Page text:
Micronutrient research at ISU may help combat antibiotic-resistant bacteria
POCATELLO, Idaho (KIFI) – How the human body can gain the upper hand in its battle with bacteria for micronutrients is the focus of some new research by an Idaho State University Biologist.
Julia Martin, associate professor in the Department of Biological Sciences, was recently awarded a more than $400,000 grant from the National Institutes of Health. During the next three years, Martin and students working in her lab will be looking into how fluctuations in the supply of micronutrients - specifically manganese, zinc, and calcium - to Streptococcus pneumoniae affect the bacteria’s physiology.
“When a person or host organism has a bacterial infection, like strep, there is a war going on over micronutrients between the bacteria and the host,” Martin said. “The host can withhold micronutrients and starve the bacteria, or it can poison them by bombarding them with an excess of micronutrients. Bacteria have also evolved their defenses to either acquire more micronutrients from their host when needed or get rid of the excess when they have too much, all to keep things balanced for optimum bacterial growth.”
During their research, Martin and her students will feed cultures of S. pneumoniae differing amounts of manganese, zinc, and calcium. They’ll measure how varying micronutrients impact the bacteria’s ability to grow and reproduce.
“This research will help us understand how bacteria manage their micronutrient needs and to identify the internal mechanisms the bacteria use when they are starved for micronutrients and when they have too much,” Martin said. “We will also be able to see how those same mechanisms may influence how a bacterial infection develops.”
Initial funding for Martin’s research was provided by the Idaho INBRE program and helped to support undergraduate researchers in the lab. One of those students, Crystal Lovato, is on track to earn a pair of bachelor’s degrees from ISU this December in honors microbiology and music. Originally from Boise, Lovato has spent the last two years working on what turned out to be a profoundly personal research project, and her efforts were the subject of her honors thesis defense.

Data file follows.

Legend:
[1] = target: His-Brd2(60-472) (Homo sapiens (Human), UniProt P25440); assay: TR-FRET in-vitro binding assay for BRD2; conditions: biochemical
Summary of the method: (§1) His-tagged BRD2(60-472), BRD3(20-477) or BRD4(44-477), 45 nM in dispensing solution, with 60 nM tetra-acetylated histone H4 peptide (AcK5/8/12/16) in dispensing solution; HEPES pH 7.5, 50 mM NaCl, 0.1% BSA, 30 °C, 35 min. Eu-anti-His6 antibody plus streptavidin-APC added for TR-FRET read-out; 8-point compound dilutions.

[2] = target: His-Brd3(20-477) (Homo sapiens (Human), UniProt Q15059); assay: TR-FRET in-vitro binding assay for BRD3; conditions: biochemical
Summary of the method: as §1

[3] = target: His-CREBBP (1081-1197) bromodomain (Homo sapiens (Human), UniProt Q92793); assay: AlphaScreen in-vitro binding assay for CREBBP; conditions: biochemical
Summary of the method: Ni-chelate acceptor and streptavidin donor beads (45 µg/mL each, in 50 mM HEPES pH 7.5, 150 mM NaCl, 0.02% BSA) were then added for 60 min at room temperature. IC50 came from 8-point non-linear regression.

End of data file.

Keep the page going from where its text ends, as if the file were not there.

“As someone who has had a lot of complications with lung health, this topic helped me understand and apply biological knowledge to my own experience,” Lovato said. “My work on this research and my mom’s medical struggles inspired me to pursue a doctorate in biomedical research.”
Lovato has already been accepted into one graduate school and is waiting to hear back from a few others before making a choice on where to start her graduate studies in the fall of 2023.
“The fact that I was able to truly build my experience at ISU to what I needed and dreamed of made attending ISU one of the best experiences of my life. Dr. Martin has been the greatest mentor and helped me realize my dreams of helping others through research,” Lovato said. “She nurtured my curiosity, valued my input, and helped me realize my potential and ability. Because of this experience, I feel prepared to move on to graduate school.”
Looking ahead, Martin and her students’ research may aid in creating new treatments for bacterial infections, specifically for bacteria that have become resistant to antibiotics. Citing a study published in The Lancet earlier this year, Nature said globally in 2019, “4.95 million people died from illnesses in which bacterial antimicrobial resistance played a part. Of those, 1.27 million deaths were the direct result of antimicrobial resistance — meaning that drug-resistant infections killed more people than HIV/AIDS (864,000 deaths) or malaria (643,000 deaths).”
“Effective treatments for infections such as strep have become limited because of new multi-antibiotic strains emerging,” said Reuben Opoku, a master’s student studying microbiology from Ghana. “In order to develop new treatments that stop the infection, we must better understand the molecular and cellular processes involved.”
“This type of research into bacteria and micronutrients is in its infancy,” Martin said. “The knowledge gained will provide other scientists and researchers with a base to build on towards new and effective antimicrobial treatments.”